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What is Kuthiyottam?

March 2. 2018: The Hindu

What is the Kuthiyottam ritual and why is it in the news?

The Kuthiyottam ritual is usually performed every year during the Pongala festival at the Attukal Bhagavathy Temple in Thiruvananthapuram, Kerala

On February 28, 2018, the Kerala State Commission for the Protection of Child Rights registered a suo motu case in connection with the Kuthiyottam ritual. The commission said it would examine if the ritual, reportedly involving piercing children’s sides with a hook, violated child rights in any manner.

What is the Pongala festival?

The Kuthiyottam ritual is usually performed every year during the Pongala festival at the Attukal Bhagavathy Temple in Thiruvananthapuram, Kerala. This year, the Pongala festival falls on March 2.

According to Kerala's Department of Tourism, the Attukal Pongala festival is the largest congregation of women for a festival in the world. Pongala, which means 'to boil over’, is a ritual in which women prepare a pudding made from rice, jaggery, coconut and plantains cooked together, and offer it to the goddess. The ritual can only be performed by women, and the streets of the city are known to be jam packed with devotees during the festival.

What does the Kuthiyottam ritual involve?

Nearly 1,000 young boys undertake a seven-day penance before Pongala day. According to an earlier report by The Hindu, these boys are said to represent the wounded soldiers of the goddess. “The boys have to observe strict discipline and stay inside the temple for seven days. The rigours include sleeping on the floor, strict diet restrictions, and bathing three times a day. They also have to prostrate 1,008 times before the deity,” the report said.

The ritual also reportedly involves piercing the child’s side with a small hook and knotting a thread through it to symbolise their bond with the Goddess.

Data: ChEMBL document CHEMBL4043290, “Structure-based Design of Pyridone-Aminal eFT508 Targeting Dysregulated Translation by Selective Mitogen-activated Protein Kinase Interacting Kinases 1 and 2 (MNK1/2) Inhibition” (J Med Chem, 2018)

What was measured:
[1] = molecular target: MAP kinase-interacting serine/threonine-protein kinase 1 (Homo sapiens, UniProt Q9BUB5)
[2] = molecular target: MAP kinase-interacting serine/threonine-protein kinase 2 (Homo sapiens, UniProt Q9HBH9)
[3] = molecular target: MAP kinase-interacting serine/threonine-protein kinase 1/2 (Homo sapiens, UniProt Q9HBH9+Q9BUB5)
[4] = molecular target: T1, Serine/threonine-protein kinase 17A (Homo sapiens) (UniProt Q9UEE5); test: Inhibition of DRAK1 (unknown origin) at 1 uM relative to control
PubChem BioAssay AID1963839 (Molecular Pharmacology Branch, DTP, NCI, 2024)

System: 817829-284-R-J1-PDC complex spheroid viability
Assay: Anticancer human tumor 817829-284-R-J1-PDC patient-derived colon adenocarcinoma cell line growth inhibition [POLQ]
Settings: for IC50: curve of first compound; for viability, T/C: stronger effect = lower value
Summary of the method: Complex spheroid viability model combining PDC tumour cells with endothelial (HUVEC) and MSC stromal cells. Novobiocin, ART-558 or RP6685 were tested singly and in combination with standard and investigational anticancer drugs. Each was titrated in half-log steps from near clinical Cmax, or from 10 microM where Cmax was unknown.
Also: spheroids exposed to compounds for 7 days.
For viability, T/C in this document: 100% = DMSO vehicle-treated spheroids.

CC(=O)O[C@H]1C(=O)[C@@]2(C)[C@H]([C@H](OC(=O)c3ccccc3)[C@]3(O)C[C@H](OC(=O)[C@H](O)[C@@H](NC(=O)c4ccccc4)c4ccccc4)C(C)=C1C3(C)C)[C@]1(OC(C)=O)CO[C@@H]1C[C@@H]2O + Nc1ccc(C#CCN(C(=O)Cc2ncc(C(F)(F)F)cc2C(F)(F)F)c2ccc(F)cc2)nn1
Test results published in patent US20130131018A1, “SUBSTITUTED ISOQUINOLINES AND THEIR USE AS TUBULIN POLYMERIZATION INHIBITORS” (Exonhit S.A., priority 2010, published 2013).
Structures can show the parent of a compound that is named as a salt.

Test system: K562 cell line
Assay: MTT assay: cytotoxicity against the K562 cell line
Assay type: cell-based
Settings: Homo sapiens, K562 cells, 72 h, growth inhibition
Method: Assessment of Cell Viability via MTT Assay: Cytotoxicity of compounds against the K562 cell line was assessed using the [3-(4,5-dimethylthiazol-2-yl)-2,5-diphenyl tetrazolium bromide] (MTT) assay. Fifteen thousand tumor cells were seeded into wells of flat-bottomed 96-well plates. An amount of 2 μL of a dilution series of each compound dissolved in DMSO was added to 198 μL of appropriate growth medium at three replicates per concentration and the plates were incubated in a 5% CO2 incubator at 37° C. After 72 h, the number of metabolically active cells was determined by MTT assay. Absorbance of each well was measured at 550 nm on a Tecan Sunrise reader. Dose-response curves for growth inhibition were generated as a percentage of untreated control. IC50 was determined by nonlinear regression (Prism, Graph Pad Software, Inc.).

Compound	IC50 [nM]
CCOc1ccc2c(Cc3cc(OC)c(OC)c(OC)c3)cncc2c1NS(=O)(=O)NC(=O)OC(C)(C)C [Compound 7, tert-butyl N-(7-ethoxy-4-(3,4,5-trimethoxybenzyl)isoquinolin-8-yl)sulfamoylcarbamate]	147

Why is the issue in the news now?

On February 27, Kerala’s Director General of Police (Prisons) R. Sreelekha put up a blog post titled 'Time to Stop this Yearly Crime in the Name of Faith!'. “Then hooks are pulled out and ash roughly applied on the wounds! All this for temple deity! Parents may feel relieved that their boys will now grow up to be disciplined kids and do well in their studies. Will the kids too feel the same? And how will our dear Attukal Amma be feeling?,” she wrote in her blog.

“The problem here is that consent of the boys is not taken,” says G. Gouridasan Nair, The Hindu’s Resident Editor in Kerala. “There is also greater awareness about the rights of young boys and that is one of the reasons it is being discussed now. What we have to note that this discussion is taking place in the new media,” he says.


Kadakampally Surendran, the Minister for Devaswom — the body which runs many temples in Kerala, said this was not the time to oppose the ritual. The Minister said it was too early to comment on violation of child rights and added that the issue would have to be studied further.

Meanwhile, the Kerala State Commission for Child Rights has clarified that it has not singled out the Attukal Bhagavathy temple with regard to the Kuthiyottam ritual. Commission chairperson Shobha Koshy said though a suo motu case had been registered on the basis of newspaper reports, the commission's order did not mention the Kuthiyottam ritual at Attukal. “We have not gone into the ritual at Attukal, unlike at Chettikulangara where we studied the issue and the case is in court.”

The Shiv Sena took out a march to the commission office alleging that in registering a case against Kuthiyottam, it was encroaching upon the freedom to follow traditions.

The Attukal Bhagavathy Temple Trust has deplored the blog and said it had been issued without understanding the rituals and traditions followed in the temple.

“The blog had been written at a time when the Pongala festival is going on smoothly and it is intended to create fear in the minds of devotees and parents of children who are participating in the ritual,” the trust said in a statement.

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